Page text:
Both characters emerge undone, and the audience careens right along with them, breathless, mouths agape. Director Morgana Shaw creates a film noir-esque scene of surprising, utterly unaffected realism between the author (Gene Raye Price) and the photographer (Jason Leyva). As with Ward and Churchill in the WingSpan production, these two professionals interact as smoothly as a longtime thespian team. Leyva’s Abner’s unassailably jaded, arrogant grit and condescending manipulation wreaks havoc on Price’s almost impenetrable façade as self-indulgent, grieving widow Polly. Then she turns the tables on him. It’s a visceral, somewhat vicious production. Nobody involved with One Thirty Productions shirks the cynical engagement challenge. A claustrophobically cluttered, conventionally bland apartment set by Larry Randolph and dramatically effective costuming by Marty van Kleeck add to the unassuming, understated mood at opening and encroaching sense of horror as the play unsheathes its raking talons. Come out shaking your head, knowing you’ve just visited a strange world born of genuine theatrical magic and mastery. And you didn’t see it coming.
On Sunday 7/15 I returned at what I thought would be intermission after WingSpan’s 5pm performance, to see the FTP Comedy Troupe’s “The Last Comedy Show”. Nature had just graced East Dallas with one if its furious and fast thunderstorm events. As I approached the Bath House Cultural Center’s open lobby door, I was surprised to hear Adrian Churchill deliver a line about Crème Brule. From the lobby? Crossing the threshold, I realized the Cultural Center had lost power shortly after “Counting the Ways” had begun, so the Center’s staff moved actors, set elements and audience to the lobby. Ward and Churchill were performing near the lobby’s far end, framed by the doorway and windows overlooking White Rock Lake, awash in the natural light spilling in from under the early evening portico.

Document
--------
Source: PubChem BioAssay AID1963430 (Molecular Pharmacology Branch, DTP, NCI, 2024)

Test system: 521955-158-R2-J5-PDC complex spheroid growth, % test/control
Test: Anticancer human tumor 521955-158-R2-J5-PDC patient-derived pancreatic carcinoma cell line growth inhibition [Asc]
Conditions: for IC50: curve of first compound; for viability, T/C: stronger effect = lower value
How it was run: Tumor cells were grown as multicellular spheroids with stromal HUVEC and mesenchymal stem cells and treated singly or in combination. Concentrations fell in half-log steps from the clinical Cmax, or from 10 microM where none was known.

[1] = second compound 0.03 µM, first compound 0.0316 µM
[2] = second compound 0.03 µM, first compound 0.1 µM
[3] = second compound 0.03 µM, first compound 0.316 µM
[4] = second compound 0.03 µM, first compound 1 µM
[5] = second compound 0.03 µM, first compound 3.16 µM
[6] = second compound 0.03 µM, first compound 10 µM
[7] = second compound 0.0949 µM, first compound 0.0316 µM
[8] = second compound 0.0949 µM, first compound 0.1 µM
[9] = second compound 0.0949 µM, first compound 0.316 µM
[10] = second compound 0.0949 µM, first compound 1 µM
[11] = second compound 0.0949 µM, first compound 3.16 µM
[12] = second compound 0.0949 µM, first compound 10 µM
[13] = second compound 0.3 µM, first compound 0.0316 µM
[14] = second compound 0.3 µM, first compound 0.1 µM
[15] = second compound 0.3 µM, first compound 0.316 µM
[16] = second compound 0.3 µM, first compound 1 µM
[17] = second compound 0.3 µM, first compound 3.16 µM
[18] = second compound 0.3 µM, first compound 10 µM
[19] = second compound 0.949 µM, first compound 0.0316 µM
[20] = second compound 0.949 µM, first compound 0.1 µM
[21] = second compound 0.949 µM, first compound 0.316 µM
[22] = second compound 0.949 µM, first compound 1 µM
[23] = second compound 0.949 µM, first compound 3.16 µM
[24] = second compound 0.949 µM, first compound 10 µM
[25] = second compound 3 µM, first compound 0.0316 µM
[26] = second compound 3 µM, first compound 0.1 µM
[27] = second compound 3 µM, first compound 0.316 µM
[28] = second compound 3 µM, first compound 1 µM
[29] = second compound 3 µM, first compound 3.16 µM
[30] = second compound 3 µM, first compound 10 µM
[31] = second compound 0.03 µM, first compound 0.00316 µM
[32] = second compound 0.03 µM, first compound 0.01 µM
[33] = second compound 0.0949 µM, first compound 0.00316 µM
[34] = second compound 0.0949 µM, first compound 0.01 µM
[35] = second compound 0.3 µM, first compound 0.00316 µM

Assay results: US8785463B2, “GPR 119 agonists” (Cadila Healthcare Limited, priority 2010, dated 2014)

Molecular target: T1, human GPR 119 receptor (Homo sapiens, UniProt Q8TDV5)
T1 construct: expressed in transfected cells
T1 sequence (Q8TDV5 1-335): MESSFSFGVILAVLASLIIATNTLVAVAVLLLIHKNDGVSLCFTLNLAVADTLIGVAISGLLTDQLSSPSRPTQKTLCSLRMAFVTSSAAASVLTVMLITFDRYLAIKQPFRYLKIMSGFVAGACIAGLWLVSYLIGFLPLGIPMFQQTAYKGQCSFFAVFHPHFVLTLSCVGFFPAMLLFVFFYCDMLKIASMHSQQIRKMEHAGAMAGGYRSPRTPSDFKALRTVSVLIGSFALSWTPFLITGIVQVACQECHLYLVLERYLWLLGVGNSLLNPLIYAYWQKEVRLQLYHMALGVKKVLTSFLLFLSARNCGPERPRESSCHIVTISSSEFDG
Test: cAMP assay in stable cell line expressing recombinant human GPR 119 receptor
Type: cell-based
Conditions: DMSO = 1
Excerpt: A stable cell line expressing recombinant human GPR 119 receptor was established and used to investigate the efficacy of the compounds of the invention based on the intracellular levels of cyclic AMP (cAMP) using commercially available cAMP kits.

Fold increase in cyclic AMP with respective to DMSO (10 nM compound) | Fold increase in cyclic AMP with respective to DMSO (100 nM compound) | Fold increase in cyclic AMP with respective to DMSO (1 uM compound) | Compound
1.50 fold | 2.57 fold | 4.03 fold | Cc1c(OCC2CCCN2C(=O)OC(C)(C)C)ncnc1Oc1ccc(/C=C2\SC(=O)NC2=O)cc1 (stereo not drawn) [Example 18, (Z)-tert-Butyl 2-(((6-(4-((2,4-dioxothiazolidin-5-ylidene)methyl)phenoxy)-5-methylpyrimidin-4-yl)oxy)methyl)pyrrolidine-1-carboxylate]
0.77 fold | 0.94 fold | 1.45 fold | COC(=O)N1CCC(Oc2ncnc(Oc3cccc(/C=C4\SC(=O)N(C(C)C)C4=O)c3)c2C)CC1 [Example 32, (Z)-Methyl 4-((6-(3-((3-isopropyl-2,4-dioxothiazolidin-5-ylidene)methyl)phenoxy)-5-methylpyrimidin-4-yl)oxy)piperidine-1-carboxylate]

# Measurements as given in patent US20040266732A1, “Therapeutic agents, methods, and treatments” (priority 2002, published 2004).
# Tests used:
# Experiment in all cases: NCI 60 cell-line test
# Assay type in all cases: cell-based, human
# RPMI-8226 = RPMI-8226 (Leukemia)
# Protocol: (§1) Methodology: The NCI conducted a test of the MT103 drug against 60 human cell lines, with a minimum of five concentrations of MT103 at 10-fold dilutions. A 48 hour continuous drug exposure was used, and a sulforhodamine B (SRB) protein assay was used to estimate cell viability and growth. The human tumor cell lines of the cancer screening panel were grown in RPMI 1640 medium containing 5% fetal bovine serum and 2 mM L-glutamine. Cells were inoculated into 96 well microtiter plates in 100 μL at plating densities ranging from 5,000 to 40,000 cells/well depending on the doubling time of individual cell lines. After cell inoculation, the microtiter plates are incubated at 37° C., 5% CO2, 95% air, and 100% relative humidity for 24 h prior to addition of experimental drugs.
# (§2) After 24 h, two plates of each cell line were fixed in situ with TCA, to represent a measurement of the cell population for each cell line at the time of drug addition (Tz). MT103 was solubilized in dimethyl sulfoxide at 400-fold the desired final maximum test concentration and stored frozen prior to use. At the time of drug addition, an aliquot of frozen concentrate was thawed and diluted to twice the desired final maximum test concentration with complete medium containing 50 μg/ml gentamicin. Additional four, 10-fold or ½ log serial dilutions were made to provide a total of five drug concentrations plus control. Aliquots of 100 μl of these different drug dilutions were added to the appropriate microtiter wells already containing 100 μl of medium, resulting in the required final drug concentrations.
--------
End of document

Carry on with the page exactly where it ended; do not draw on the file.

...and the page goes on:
Aside from admiring the two actors’ unflappable professionalism and vocal accommodation, I observed a tender intimacy in their performances that the dramatically lit black box staging simply could not allow. It was equally as much a powerhouse performance as the one I’d seen the night before, not diminished in any way by the lack of lighting or staging. Each actor directly addresses the audience anyway, in the script; it felt as though the two characters emerged as a couple from within the audience in the lobby and took stage almost inadvertently. Playwright Albee would have danced with glee at the heightened naturalism. This, indeed, is the ideal play to present after a power blackout. Thank you, Mother Nature, for cherishing and supporting FIT’s thespian endeavors so appropriately.
Review of FTP’s Comedy Troupe to come; I plan to return to see it later, with its technical effects intact.
WingSpan Theatre’s “Counting the Ways” runs again Thursday July 19 at 8pm, Sunday July 29 at 2pm and Saturday August 4 at 8pm.
One Thirty Productions’ “Making Contact” performs Thursday, July 19 at 8pm, Friday July 27 at 8pm, Sunday July 29 at 5pm and Saturday August 4 at 5pm.
For full schedule and to buy tickets or passes, visit:
WingSpan Theatre photos by Lowell Sargeant.
Lobby audience shot by Ben Schroth.